At what point does a garden morph from the idea of a dream to a nightmare that is out of control? Who knows? But maybe it’s a thing to do with “age and stage” – the younger you are, the more likely you are to have a busy garden.
As you get older, there is either a refinement of how a garden works and what to grow or a reduction, meaning less work and maintenance.
Whatever stage you are at, it is always about how you choose the plants in the first place.
Maybe you inherited someone else’s dream that got a bit out of hand or maybe you like the structural qualities of the choices someone made a long time ago.
As we become a little savvier with gardens and how they work and for what reason, we start to see the relationships between elements like soil and plant types.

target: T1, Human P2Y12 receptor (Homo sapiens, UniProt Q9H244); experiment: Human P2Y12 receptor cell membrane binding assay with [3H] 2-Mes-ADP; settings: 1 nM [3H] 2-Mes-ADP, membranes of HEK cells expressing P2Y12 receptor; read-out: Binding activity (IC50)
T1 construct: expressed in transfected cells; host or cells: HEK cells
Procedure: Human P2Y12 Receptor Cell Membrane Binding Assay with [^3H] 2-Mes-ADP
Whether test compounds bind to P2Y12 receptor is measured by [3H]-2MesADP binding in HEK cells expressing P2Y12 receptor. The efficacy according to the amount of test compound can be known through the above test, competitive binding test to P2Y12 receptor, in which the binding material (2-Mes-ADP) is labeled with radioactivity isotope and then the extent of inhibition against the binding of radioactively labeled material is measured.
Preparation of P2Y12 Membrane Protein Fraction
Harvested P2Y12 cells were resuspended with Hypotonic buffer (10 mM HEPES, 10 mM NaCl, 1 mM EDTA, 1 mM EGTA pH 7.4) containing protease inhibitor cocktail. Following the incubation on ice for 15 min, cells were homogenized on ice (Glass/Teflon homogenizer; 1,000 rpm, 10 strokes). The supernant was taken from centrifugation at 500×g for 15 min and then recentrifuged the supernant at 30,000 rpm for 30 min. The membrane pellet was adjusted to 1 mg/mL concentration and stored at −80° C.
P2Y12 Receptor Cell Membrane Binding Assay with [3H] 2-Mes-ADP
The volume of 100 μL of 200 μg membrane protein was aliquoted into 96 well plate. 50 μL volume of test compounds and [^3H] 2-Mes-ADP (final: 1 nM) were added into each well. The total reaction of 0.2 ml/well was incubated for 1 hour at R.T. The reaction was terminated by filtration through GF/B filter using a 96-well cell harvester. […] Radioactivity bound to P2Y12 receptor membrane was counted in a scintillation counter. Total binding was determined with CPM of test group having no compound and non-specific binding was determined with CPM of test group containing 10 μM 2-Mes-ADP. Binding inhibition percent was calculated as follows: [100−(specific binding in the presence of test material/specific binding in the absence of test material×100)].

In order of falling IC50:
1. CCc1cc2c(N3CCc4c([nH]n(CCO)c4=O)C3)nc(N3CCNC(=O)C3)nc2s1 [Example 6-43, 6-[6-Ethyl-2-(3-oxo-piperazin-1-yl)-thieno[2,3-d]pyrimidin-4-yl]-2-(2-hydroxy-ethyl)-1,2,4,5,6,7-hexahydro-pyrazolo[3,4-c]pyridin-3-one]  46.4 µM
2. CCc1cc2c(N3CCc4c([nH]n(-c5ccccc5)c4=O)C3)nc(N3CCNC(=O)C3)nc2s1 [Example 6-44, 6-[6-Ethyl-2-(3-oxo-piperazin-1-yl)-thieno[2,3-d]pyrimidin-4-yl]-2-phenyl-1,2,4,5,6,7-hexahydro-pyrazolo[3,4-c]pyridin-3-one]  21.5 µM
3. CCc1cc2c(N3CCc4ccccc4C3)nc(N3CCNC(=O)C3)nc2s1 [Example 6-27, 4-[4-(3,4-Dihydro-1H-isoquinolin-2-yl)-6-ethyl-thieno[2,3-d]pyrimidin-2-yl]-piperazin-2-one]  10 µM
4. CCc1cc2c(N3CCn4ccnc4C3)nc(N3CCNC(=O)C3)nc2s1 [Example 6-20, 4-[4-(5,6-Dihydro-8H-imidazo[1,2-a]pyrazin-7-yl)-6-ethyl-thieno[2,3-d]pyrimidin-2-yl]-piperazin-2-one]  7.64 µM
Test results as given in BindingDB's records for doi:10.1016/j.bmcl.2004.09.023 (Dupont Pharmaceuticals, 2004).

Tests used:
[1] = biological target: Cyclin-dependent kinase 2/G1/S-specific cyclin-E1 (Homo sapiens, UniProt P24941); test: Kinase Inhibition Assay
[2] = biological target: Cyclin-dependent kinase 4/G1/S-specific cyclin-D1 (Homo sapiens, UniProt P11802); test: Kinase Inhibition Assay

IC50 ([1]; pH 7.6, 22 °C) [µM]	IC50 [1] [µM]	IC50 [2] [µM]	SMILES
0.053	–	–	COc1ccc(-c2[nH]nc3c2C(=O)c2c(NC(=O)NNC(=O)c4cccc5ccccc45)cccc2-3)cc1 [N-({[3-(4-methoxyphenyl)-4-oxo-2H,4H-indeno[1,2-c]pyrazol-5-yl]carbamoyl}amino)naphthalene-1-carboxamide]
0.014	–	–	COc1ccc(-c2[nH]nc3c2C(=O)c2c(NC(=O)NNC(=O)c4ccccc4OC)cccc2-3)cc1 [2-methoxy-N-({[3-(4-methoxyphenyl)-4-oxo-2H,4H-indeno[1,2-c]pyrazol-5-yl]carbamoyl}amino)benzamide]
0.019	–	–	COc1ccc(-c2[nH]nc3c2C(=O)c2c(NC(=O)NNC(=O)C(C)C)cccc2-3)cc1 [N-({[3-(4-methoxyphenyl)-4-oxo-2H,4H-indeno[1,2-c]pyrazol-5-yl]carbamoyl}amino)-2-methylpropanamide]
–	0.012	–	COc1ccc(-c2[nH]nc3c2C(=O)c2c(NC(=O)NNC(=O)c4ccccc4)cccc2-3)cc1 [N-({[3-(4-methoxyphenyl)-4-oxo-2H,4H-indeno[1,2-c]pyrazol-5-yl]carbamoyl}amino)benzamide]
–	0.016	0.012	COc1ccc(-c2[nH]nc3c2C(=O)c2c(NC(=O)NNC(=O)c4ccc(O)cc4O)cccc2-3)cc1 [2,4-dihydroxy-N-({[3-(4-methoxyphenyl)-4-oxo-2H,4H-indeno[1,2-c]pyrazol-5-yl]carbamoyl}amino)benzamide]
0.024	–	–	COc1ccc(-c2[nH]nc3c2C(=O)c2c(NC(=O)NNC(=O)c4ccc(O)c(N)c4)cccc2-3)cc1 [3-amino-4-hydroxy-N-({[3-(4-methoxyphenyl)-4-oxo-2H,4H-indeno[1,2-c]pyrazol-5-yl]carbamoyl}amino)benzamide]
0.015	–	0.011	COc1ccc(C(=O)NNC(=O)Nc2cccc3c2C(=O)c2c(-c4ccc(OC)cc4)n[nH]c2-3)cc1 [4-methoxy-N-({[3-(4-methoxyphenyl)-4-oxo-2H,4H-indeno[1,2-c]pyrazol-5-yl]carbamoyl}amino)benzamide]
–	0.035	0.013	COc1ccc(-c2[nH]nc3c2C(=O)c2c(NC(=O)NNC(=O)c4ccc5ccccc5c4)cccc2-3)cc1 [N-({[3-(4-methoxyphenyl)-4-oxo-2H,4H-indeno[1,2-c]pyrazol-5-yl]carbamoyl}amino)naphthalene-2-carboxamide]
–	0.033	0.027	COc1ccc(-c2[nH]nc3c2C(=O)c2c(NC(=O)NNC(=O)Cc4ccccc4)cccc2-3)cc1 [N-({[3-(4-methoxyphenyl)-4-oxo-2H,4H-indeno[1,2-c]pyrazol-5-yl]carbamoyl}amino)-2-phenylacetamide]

For instance, you would have picked up that a large-leaf Spathiphyllum wouldn’t stand much of a chance in the open sun on sandy soil.
The catch out here is buying plants from large outlets when the plants are well-presented, with a label that looks terrific, and they appear good and healthy but will curl up their toes in a matter of months.
You’re faced with more disappointment and counting the cost.
Five plants in reasonable-sized containers can cost you up to $150, so failure is not a good option.
Many of these plants are simply not meant to grow here. Yes, there are always exceptions and people clever enough to know how to provide intensive care.
But the average gardener doesn’t have the luxury of that time and meeting the ongoing costs of dead plants.
All we are saying here is to do a little research on the plant that you like before you buy it.
Googling it while you’re standing there is useful.
You may discover that pretty little plant is an alpine cover and has no place in the tropics.
Take your time rather than respond to the impulses the sellers hope for, do some reconnaissance one weekend and work out a list and you will save time and money.